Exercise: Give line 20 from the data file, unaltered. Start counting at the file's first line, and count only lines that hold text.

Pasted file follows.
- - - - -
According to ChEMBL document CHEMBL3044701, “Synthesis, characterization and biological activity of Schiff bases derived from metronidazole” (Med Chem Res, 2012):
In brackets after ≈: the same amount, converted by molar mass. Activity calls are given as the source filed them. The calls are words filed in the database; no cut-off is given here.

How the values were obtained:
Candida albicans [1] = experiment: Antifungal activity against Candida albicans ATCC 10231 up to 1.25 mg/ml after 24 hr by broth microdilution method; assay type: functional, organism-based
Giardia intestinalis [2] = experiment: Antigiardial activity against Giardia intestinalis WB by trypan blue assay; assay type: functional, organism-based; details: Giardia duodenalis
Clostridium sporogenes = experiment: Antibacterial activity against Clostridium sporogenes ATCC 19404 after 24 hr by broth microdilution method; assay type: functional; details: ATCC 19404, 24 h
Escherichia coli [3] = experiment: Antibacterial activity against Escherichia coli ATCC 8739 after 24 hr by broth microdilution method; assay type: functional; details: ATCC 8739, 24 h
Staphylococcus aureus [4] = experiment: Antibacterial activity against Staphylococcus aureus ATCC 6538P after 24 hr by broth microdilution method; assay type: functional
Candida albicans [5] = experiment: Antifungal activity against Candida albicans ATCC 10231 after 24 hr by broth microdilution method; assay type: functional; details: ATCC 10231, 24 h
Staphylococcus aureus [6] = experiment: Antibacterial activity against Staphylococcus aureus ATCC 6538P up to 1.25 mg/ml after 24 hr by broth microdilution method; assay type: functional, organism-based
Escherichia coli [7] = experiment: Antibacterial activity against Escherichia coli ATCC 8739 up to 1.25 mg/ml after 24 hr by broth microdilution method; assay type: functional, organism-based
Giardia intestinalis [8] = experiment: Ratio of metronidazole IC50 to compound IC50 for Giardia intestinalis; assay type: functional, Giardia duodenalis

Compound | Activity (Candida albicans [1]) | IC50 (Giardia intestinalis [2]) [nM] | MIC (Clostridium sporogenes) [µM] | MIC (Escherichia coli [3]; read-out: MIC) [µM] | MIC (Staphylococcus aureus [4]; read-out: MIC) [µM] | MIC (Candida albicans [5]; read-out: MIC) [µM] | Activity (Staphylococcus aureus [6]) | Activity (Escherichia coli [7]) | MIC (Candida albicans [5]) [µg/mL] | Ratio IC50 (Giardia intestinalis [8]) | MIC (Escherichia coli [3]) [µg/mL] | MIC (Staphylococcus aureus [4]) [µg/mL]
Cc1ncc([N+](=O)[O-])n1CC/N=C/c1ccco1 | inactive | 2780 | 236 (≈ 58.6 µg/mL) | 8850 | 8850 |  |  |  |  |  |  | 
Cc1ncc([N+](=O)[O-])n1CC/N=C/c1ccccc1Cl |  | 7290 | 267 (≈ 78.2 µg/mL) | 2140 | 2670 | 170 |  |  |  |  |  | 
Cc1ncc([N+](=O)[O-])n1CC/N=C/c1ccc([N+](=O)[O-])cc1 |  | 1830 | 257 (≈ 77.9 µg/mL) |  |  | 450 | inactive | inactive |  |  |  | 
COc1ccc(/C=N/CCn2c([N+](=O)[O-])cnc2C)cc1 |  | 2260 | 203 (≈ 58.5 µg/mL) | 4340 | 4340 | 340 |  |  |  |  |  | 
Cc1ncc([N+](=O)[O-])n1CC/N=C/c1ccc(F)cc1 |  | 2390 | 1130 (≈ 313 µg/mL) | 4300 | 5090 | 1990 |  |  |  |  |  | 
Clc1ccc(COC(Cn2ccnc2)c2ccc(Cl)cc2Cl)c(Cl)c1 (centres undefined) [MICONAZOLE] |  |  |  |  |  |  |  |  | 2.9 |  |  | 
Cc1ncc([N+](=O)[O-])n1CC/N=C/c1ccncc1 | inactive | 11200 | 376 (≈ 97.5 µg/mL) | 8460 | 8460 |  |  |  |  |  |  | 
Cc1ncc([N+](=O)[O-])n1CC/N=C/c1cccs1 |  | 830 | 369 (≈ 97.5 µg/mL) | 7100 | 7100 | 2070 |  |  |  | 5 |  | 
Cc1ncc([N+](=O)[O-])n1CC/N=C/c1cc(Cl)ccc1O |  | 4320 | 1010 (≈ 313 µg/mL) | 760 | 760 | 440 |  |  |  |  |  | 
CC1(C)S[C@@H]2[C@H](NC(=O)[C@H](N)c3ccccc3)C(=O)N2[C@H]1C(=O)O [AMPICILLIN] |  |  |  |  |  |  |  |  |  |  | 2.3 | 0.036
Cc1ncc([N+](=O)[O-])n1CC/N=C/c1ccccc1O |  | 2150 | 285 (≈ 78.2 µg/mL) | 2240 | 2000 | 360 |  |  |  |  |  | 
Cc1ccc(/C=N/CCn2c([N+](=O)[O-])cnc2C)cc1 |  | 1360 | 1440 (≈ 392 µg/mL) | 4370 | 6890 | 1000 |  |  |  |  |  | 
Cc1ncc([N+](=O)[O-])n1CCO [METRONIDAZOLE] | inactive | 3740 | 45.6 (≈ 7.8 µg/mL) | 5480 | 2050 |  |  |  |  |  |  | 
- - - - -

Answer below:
Cc1ncc([N+](=O)[O-])n1CC/N=C/c1ccncc1 | inactive | 11200 | 376 (≈ 97.5 µg/mL) | 8460 | 8460 |  |  |  |  |  |  | 